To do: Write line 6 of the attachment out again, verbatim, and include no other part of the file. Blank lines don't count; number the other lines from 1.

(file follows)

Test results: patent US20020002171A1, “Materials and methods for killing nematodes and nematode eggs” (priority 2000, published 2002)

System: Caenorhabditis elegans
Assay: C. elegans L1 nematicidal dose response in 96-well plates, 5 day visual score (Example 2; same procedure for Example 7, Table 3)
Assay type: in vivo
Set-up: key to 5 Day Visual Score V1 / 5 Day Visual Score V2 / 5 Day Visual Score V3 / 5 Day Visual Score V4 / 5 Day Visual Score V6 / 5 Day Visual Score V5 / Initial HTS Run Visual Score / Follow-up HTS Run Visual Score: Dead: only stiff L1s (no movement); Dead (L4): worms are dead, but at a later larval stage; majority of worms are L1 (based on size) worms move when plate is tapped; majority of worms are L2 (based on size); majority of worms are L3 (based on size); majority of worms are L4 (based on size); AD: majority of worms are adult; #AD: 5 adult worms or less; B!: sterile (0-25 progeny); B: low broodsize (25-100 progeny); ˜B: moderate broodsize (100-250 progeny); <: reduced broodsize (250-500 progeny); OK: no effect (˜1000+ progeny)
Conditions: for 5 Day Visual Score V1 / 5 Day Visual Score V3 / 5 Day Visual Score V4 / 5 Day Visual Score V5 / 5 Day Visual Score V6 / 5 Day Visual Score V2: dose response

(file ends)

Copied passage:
Conditions: for 5 Day Visual Score V1 / 5 Day Visual Score V3 / 5 Day Visual Score V4 / 5 Day Visual Score V5 / 5 Day Visual Score V6 / 5 Day Visual Score V2: dose response